In a fresh campaign that takes a page from the advanced persistent threat known as APT29, hackers are shifting away from the Cobalt Strike post-exploitation toolkit, instead embracing Brute Ratel C4 (BRc4).
BRc4 is the latest upstart in the red-team tooling world; like Cobalt Strike, it's an adversarial attack simulation tool designed for penetration testers. It’s a command-and-control (C2) framework that's not easily detected by endpoint detection and response (EDR) technology or other anti-malware tools.
A report from Palo Alto Networks' Unit 42 research team found evidence of attackers subverting Brute Ratel's free licensing protections and utilizing the tool to run criminal attack campaigns.
The infrastructure they uncovered is extensive, researchers noted.
"In terms of C2, we found that the sample called home to an Amazon Web Services (AWS) IP address located in the United States over port 443," they explained. "Further, the X.509 certificate on the listening port was configured to impersonate Microsoft with an organization name of 'Microsoft' and organization unit of 'Security.'"
Pivoting on the certificate and other artifacts, "we identified a total of 41 malicious IP addresses, nine BRc4 samples, and an additional three organizations across North and South America who have been impacted by this tool so far," they added.
Unit 42 said the sample utilizing BRc4 uses known APT29 techniques, including well-known cloud storage and online collaboration applications. In this case, the sample studied was packaged up as a self-contained ISO that included a Windows shortcut LNK file, a malicious payload library, and a legitimate copy of Microsoft OneDrive Updater.
"Attempts to execute the benign application from the ISO-mounted folder resulted in the loading of the malicious payload as a dependency through a technique known as DLL search order hijacking," the report explained.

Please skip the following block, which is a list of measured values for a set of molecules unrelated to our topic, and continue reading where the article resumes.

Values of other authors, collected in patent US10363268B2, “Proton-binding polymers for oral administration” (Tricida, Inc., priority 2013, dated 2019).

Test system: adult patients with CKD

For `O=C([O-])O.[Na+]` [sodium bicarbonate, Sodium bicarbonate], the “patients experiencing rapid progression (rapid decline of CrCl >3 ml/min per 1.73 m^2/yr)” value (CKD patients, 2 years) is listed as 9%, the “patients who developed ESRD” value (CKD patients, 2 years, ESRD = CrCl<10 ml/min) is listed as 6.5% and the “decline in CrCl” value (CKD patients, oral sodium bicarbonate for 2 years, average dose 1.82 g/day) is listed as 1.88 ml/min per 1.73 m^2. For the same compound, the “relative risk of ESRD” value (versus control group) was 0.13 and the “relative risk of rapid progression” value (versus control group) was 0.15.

This technique of using legitimate tools and native utilities is known as "living off the land," and threat actors are increasingly using living-off-the-land binaries (LOLBins) to drop malicious payloads.
Last week for instance, researchers with Cyble reported an uptick in LNK file-based builders growing in popularity on Dark Web marketplaces, as various malware families lean on them for payload delivery.
"We have observed a steadily increasing number of high-profile threat actors shifting back to .LNK files to deliver their payloads," the Cyble researchers wrote. "Typically, threat actors use LOLBins in such infection mechanisms because it makes detecting malicious activity significantly harder."
Where Red Team Tools Fit In
Tools like Cobalt Strike and BRc4 aren't purely living-off-the-land approaches, "since you still have to introduce a piece of malware onto the system as opposed to using the operating systems built in tooling," explains Tim McGuffin, director of adversarial engineering at LARES Consulting.
However, these tools are nevertheless popular with attackers for their ability to evade detection mechanisms, fundamentally for the same reason as a living-off-the-land attack works — because they're otherwise viewed as legitimate software.
"Brute Ratel is an otherwise legitimate tool that might be present in victim networks," explains John Bambenek, principal threat hunter at Netenrich. "Since its use is likely whitelisted, it allows for attackers to operate more discretely than they would otherwise be able to do."
This is an unfortunate cycle that the security world has seen occur for a long time, as attackers are drawn to red-team tools like flies to honey.
According to Ivan Righi, senior cyber threat intelligence analyst for Digital Shadows, it's no surprise that BRc4 makes for an attractive tool. Not only does it have offensive security capabilities similar to Cobalt Strike that can be abused for malicious purpose, but it is also less known than Cobalt Strike.
"Many security solutions may not yet detect Brute Ratel as malicious, as opposed to Cobalt Strike, which is generally more well-known for being used for malicious purposes," Righi says.
According to McGuffin, security practitioners should be concerned about all toolkits like these, whether open source, commercial, or custom. But he believes that they shouldn't get caught up in the whack-a-mole game of detecting the framework or the tooling itself. Instead, they should focus on hardening their systems.
"An emphasis on endpoint hardening can be placed on prevention against any C2 tooling. An example is Microsoft's Attack Surface Reduction 'Application Allow-listing' guidance," he says. "The setting prevents unknown binaries from being introduced, and network egress hardening to prevent C2 callbacks to Command-and-Control servers."